Railroads and the new math – big data and what it means

Evolving technologies – from wireless sensor networks to video analytics to wireless technologies and the potential of a continuous streaming of digital information – offer new opportunities to keep railroads moving full speed ahead..
Written by Keith Dierkx, IBM, Contributor on
Commentary - Railways are in the midst of an upgrade. They probably won’t look very different from the trains we are used to seeing over the over the last few decades, but scratch the surface and their capabilities are moving fast into the 21st-century. Railroads are getting smarter and going digital. How?

The industry has a well-deserved reputation for embracing new technologies advances in order to improve their operations. Railroads were early adopter of RFID technology for data acquisition, equipping their rolling stock assets with Automatic Equipment Identification tags and deploying a limited number of AEI readers across their networks, along with other fixed, stationary sensors and data collection technologies, like hot box detection, acoustics sensors, wheel impact and hazmat detection, which have given the rail industry a treasure trove of data at their fingertips.

Evolving technologies – from wireless sensor networks to video analytics to wireless technologies and the potential of a continuous streaming of digital information – offer new opportunities to help railroads unlock the insights in their operations – through their data. And recent mandates, such as Positive Train Control, are accelerating this move to a digital railroad – with many implications and opportunities to be determined.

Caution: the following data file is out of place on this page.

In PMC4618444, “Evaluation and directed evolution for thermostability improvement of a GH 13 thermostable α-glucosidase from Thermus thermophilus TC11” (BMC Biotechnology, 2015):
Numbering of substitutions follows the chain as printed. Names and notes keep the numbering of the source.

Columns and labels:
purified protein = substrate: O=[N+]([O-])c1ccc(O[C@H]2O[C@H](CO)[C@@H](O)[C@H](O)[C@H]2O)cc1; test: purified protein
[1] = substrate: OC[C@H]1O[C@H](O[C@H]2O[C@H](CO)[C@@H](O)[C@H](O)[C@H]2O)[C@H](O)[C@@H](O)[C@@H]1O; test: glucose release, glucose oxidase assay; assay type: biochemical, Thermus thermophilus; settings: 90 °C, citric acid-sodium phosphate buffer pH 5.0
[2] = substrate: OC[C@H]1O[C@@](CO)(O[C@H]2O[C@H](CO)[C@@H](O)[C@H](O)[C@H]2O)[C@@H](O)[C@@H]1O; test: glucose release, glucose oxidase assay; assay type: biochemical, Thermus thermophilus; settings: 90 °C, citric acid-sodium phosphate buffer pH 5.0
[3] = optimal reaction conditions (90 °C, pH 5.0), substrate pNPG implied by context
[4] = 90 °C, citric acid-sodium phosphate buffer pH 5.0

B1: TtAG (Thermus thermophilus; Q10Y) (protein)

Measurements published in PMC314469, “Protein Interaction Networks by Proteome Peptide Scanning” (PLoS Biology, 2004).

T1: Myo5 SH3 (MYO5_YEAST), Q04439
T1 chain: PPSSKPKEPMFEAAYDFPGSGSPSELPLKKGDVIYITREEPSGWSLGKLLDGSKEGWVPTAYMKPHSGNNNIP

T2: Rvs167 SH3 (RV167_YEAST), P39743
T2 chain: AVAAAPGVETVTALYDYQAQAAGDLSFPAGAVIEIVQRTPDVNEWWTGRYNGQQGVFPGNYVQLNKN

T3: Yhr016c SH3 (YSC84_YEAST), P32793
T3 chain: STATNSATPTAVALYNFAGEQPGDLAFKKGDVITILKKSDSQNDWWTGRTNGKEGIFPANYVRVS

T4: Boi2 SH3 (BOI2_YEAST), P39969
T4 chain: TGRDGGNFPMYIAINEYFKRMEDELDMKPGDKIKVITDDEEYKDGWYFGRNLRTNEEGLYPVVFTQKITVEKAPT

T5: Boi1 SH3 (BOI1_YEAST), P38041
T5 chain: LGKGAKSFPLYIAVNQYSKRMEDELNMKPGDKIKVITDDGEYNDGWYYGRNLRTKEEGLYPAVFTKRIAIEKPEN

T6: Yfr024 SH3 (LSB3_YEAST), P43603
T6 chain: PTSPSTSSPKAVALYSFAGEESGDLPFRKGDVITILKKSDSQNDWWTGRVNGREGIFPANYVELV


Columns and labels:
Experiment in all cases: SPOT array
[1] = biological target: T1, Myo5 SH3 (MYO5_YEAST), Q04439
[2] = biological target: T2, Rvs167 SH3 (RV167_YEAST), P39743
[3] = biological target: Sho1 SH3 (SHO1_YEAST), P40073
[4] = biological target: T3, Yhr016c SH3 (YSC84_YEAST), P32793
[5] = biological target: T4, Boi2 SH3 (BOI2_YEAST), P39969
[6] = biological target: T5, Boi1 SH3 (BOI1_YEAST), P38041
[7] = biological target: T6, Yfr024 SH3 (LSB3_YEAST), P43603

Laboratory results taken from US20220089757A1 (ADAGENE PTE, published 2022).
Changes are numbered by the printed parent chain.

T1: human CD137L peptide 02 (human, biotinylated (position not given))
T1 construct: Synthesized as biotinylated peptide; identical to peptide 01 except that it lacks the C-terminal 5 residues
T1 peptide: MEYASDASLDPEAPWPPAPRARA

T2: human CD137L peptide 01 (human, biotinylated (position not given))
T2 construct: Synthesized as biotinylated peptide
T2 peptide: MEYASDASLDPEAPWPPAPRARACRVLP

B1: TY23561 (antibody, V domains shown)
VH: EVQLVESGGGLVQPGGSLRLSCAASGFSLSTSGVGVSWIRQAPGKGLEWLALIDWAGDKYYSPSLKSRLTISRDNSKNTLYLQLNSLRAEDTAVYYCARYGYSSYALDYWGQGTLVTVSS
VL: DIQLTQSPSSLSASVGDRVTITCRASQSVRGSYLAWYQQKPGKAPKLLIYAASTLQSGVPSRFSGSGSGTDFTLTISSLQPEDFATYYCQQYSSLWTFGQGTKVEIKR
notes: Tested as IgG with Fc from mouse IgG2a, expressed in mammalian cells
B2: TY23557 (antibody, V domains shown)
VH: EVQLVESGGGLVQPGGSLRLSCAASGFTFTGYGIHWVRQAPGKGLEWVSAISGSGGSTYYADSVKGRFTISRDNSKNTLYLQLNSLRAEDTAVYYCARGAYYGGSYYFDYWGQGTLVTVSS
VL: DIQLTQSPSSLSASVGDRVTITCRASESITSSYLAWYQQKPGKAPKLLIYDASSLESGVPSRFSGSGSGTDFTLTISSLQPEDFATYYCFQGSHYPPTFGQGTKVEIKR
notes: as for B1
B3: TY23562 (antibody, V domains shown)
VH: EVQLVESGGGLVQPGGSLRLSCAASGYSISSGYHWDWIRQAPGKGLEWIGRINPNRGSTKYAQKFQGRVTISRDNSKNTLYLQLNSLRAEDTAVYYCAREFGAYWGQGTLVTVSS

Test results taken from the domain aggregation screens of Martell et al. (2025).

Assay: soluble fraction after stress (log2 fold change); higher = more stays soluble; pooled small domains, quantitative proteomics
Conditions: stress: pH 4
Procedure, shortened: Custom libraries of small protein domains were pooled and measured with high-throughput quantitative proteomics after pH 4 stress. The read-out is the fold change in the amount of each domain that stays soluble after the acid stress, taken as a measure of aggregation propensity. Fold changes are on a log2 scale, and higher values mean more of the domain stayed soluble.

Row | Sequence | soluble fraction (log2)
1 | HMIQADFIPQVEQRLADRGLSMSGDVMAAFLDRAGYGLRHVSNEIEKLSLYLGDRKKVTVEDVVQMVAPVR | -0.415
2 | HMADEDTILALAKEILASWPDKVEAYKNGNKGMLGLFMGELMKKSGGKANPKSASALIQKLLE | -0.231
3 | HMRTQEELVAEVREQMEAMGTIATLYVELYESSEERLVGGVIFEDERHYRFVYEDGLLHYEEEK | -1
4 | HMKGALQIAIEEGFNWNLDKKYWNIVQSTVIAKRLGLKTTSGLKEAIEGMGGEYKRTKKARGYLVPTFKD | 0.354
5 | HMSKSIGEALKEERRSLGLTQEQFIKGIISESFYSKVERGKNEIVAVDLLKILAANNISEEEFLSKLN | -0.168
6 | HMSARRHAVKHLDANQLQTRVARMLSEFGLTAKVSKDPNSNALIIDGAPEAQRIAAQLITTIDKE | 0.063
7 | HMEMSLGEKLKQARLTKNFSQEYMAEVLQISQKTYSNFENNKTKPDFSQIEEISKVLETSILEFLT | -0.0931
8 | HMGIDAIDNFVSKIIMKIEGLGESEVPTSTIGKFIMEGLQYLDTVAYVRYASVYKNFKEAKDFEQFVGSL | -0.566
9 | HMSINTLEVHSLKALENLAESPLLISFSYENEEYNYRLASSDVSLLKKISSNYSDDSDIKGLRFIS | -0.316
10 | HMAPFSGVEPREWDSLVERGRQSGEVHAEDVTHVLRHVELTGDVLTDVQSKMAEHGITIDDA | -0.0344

As the railroads delve deeper into the digital age, it is important that they continue to evolve their systems, capabilities and culture to take advantage of the data they collect to learn from and use it to better describe and predict real world events, as well as offer prescriptions for a smarter way of operating a railroad.

The railroad of the future will use analytics to mine the mountains of data, expanding their focus from thinking about operations in increments of months, weeks, and days to having information in hours, minutes and seconds. For example, operators could see patterns about the condition of their rolling stock, normally hidden in the data, that could indicate potential problems, giving them the opportunity to resolve them before they become expensive service delays. The potential to understand and use the data while it is motion can help an operator optimize their network in real-time. Imagine how combining this with the immediacy of mobile technology in the field can have a significant impact on operations.

This kind of insight can be used to reduce yard congestion, dynamically alter schedules in the case of unanticipated delays or unusual events, offer prescriptive adjustments to train operation, and enable greater participation in the supply chain by having the information that shippers and other constituents want, when they need it. New services can take into account a variety of changing factors such as demand, weather, day of the week, capacity, etc. It’s a win-win for railroads and for their customers: The trains will move faster and endure fewer slow orders and derailments, and railroad operators can reduce maintenance costs and increase profits.